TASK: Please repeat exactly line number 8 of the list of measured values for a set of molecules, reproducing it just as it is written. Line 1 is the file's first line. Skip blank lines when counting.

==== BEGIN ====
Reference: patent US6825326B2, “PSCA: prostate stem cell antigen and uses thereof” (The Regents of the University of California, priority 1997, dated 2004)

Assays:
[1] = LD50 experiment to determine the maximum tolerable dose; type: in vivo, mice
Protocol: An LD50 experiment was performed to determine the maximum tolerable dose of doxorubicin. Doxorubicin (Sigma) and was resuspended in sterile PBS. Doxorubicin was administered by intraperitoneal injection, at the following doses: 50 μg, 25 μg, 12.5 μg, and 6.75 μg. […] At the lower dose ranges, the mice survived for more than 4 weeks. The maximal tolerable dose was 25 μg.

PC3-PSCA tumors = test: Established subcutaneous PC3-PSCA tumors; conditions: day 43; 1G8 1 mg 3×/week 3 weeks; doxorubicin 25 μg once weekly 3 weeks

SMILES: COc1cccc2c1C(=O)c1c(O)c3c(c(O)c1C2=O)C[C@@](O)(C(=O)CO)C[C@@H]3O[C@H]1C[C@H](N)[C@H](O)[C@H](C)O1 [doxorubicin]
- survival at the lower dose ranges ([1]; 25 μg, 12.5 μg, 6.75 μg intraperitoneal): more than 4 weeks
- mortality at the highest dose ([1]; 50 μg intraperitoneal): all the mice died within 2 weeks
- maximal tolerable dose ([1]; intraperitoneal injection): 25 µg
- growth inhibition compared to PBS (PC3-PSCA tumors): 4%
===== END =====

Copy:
- mortality at the highest dose ([1]; 50 μg intraperitoneal): all the mice died within 2 weeks